Last week, Whitney Houston's funeral was broadcast live on eight American TV channels, including CNN, Fox News and MSNBC. She'd have wished for that kind of reach when she was alive, but it was the spectacle of her death that procured it.
Had she quietly succumbed to cancer, this would not have happened. But Houston unwittingly wrote the script for her blaring send-off through the decade before. Long before she admitted to a drug problem in 2009 (drug of choice: rock cocaine) she had turned up messy and confused in public appearances. Dying in her bath was just giving permission for the real onslaught.
Hours after the service, the spotlight moved to her daughter, who was alleged to be "getting high" after the funeral. No one in the media seemed particularly troubled that being pursued in this way might compound the 18 year-old's trauma.
Amy Winehouse died amid the clamour of her personal life as rolling news: every bit of barf and biffo captured by the snappers. Charlie Sheen was alive to to star in his own jaw-grinding spectacle. And in this country, Zac Guildford and his alcohol problem made wall-to-wall news in the way only an All Black's fall from grace can do.
Celebrity substance abuse is news -- and this week on Media7 I'll be talking to a man who believes that's a bad thing on more than one level.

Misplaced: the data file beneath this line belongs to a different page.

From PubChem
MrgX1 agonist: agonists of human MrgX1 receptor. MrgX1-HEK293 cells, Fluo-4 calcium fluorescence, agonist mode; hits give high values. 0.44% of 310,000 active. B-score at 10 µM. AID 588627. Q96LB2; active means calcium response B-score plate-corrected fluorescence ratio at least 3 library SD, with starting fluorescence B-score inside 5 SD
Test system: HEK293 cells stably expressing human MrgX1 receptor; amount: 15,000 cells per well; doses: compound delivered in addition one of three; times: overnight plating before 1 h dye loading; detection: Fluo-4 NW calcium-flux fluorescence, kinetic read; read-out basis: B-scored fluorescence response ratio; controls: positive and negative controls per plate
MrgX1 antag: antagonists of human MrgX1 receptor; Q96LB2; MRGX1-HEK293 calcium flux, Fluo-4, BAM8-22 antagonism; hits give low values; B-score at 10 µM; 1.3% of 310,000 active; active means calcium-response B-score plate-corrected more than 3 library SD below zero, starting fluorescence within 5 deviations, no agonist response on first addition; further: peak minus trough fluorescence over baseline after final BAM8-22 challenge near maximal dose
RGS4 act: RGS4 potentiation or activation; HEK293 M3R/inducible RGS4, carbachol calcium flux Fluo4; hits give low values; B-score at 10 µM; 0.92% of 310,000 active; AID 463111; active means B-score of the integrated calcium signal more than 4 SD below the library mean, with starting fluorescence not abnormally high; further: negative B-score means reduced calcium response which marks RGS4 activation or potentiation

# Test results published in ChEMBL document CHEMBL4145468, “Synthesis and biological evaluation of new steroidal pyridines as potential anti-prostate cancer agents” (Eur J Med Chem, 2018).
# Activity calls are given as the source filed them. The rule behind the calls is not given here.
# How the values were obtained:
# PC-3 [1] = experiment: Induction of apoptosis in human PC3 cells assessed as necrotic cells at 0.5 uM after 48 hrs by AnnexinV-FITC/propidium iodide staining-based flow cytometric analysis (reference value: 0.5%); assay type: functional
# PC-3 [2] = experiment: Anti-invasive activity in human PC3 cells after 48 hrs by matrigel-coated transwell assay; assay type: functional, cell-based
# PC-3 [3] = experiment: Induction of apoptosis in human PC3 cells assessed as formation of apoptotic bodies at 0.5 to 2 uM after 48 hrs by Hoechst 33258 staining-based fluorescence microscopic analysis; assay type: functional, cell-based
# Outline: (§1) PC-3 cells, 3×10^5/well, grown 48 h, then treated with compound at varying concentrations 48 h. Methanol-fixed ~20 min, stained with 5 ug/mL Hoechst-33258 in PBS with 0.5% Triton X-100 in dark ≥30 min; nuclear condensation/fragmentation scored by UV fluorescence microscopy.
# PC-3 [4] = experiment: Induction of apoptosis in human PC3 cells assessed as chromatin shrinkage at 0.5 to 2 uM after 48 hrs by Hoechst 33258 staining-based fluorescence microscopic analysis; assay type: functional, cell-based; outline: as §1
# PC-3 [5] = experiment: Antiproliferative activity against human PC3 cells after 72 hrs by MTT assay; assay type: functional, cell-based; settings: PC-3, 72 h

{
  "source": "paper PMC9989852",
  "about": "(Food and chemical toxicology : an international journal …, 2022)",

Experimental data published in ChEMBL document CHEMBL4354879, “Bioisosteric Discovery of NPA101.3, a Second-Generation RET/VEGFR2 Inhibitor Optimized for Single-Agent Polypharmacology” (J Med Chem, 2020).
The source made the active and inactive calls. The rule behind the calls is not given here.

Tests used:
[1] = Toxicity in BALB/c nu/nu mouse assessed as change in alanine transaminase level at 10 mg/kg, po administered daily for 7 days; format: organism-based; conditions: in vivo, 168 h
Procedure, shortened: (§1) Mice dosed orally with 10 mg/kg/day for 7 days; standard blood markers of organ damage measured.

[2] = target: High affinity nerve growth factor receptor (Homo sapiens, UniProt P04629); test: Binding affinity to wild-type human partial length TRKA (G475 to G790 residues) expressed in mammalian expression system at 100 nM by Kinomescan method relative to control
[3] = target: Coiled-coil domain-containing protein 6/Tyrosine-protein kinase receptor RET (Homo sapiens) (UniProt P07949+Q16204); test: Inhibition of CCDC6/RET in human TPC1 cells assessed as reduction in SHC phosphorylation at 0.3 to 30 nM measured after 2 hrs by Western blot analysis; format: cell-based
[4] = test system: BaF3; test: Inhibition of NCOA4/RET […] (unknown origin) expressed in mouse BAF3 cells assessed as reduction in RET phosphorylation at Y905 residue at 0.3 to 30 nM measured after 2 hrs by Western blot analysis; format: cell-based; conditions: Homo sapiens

As the child of Rat Pack actor Peter Lawford and Patricia Kennedy, sister to John F. Kennedy, Christopher Kennedy Lawford was born into fame. He brought his own spectacle with it; struggling for years with addictions to heroin and alcohol, then undergoing the unpleasant process of having his Hepatitis C successfully treated.
He's now the Goodwill Ambassador on Drug Dependence Treatment and Care for the United Nations Office on Drugs and Crime. On his appointment last year he told the UN news service:
It is possible with education to change the way people behave and it is possible with treatment to change the behaviour of people who have drug dependence. So I think we may never get rid of the substances, but we’ll certainly decrease demand. We’ve done it with smoking in my country and other countries around the world. We’ve completely, in 25 years, had a 180 degree change in the way society engages tobacco. We can do the same for drugs and alcohol.
Ironically, he'd probably have had better luck getting his message across had he still been an addict, rather than 24 years clean. Pitches to major TV news shows since his appointment have largely been rebuffed.
Well, I'm happy enough to have the man Jon Stewart didn't want to talk to, and I have a few issues to discuss. The UN office Lawford represents hasn't always been a friend of harm reduction strategies. And I'm not sure that medicalising all drug use is necessarily the wisest way forward. Sometimes, people are just getting high and having fun; what exactly are you treating there?
If you'd like to join us for tomorrow evening's Media7 recording, we'll need you to present yourself at the Victoria Street entrance of TVNZ some time between 5.15 and 5.40pm. As ever, try and drop me a line to let me know you're coming.